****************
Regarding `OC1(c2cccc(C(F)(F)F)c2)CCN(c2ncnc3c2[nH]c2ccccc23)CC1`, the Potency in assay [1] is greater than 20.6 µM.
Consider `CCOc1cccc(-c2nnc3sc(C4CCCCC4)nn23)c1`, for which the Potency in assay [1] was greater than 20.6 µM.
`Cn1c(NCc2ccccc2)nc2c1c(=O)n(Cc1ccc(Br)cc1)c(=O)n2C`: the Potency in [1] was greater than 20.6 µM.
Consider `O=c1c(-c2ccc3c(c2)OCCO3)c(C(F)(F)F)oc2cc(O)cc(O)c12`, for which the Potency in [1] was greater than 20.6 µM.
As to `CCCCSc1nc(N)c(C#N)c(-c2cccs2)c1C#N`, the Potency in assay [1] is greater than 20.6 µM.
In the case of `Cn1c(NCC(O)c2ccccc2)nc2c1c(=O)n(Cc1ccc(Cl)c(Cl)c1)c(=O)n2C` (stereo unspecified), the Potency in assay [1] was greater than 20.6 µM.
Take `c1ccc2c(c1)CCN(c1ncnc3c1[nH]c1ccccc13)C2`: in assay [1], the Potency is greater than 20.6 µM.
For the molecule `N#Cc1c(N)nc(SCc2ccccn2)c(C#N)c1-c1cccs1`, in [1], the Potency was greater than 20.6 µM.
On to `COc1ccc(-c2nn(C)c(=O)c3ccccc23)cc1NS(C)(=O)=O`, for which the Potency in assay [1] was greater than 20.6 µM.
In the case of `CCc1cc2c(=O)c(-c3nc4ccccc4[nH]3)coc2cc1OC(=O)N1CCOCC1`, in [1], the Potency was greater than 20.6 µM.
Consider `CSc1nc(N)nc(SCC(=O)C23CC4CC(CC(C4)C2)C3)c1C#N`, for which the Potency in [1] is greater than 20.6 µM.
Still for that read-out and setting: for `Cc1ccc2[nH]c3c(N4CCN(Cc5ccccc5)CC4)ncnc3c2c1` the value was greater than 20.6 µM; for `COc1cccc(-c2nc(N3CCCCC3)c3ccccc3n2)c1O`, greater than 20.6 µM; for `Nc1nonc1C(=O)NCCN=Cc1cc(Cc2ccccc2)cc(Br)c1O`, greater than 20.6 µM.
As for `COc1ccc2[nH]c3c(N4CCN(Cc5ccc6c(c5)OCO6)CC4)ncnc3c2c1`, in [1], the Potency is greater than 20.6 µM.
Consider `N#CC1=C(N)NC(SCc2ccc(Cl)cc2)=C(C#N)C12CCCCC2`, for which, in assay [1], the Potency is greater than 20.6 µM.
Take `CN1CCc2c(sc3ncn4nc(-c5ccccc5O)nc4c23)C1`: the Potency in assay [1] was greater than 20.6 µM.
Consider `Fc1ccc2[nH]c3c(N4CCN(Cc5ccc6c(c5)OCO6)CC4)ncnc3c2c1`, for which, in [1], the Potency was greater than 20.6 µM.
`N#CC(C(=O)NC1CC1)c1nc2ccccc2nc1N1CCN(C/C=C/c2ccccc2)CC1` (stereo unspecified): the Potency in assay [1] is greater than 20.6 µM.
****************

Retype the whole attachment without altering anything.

Regarding `OC1(c2cccc(C(F)(F)F)c2)CCN(c2ncnc3c2[nH]c2ccccc23)CC1`, the Potency in assay [1] is greater than 20.6 µM.
Consider `CCOc1cccc(-c2nnc3sc(C4CCCCC4)nn23)c1`, for which the Potency in assay [1] was greater than 20.6 µM.
`Cn1c(NCc2ccccc2)nc2c1c(=O)n(Cc1ccc(Br)cc1)c(=O)n2C`: the Potency in [1] was greater than 20.6 µM.
Consider `O=c1c(-c2ccc3c(c2)OCCO3)c(C(F)(F)F)oc2cc(O)cc(O)c12`, for which the Potency in [1] was greater than 20.6 µM.
As to `CCCCSc1nc(N)c(C#N)c(-c2cccs2)c1C#N`, the Potency in assay [1] is greater than 20.6 µM.
In the case of `Cn1c(NCC(O)c2ccccc2)nc2c1c(=O)n(Cc1ccc(Cl)c(Cl)c1)c(=O)n2C` (stereo unspecified), the Potency in assay [1] was greater than 20.6 µM.
Take `c1ccc2c(c1)CCN(c1ncnc3c1[nH]c1ccccc13)C2`: in assay [1], the Potency is greater than 20.6 µM.
For the molecule `N#Cc1c(N)nc(SCc2ccccn2)c(C#N)c1-c1cccs1`, in [1], the Potency was greater than 20.6 µM.
On to `COc1ccc(-c2nn(C)c(=O)c3ccccc23)cc1NS(C)(=O)=O`, for which the Potency in assay [1] was greater than 20.6 µM.
In the case of `CCc1cc2c(=O)c(-c3nc4ccccc4[nH]3)coc2cc1OC(=O)N1CCOCC1`, in [1], the Potency was greater than 20.6 µM.
Consider `CSc1nc(N)nc(SCC(=O)C23CC4CC(CC(C4)C2)C3)c1C#N`, for which the Potency in [1] is greater than 20.6 µM.
Still for that read-out and setting: for `Cc1ccc2[nH]c3c(N4CCN(Cc5ccccc5)CC4)ncnc3c2c1` the value was greater than 20.6 µM; for `COc1cccc(-c2nc(N3CCCCC3)c3ccccc3n2)c1O`, greater than 20.6 µM; for `Nc1nonc1C(=O)NCCN=Cc1cc(Cc2ccccc2)cc(Br)c1O`, greater than 20.6 µM.
As for `COc1ccc2[nH]c3c(N4CCN(Cc5ccc6c(c5)OCO6)CC4)ncnc3c2c1`, in [1], the Potency is greater than 20.6 µM.
Consider `N#CC1=C(N)NC(SCc2ccc(Cl)cc2)=C(C#N)C12CCCCC2`, for which, in assay [1], the Potency is greater than 20.6 µM.
Take `CN1CCc2c(sc3ncn4nc(-c5ccccc5O)nc4c23)C1`: the Potency in assay [1] was greater than 20.6 µM.
Consider `Fc1ccc2[nH]c3c(N4CCN(Cc5ccc6c(c5)OCO6)CC4)ncnc3c2c1`, for which, in [1], the Potency was greater than 20.6 µM.
`N#CC(C(=O)NC1CC1)c1nc2ccccc2nc1N1CCN(C/C=C/c2ccccc2)CC1` (stereo unspecified): the Potency in assay [1] is greater than 20.6 µM.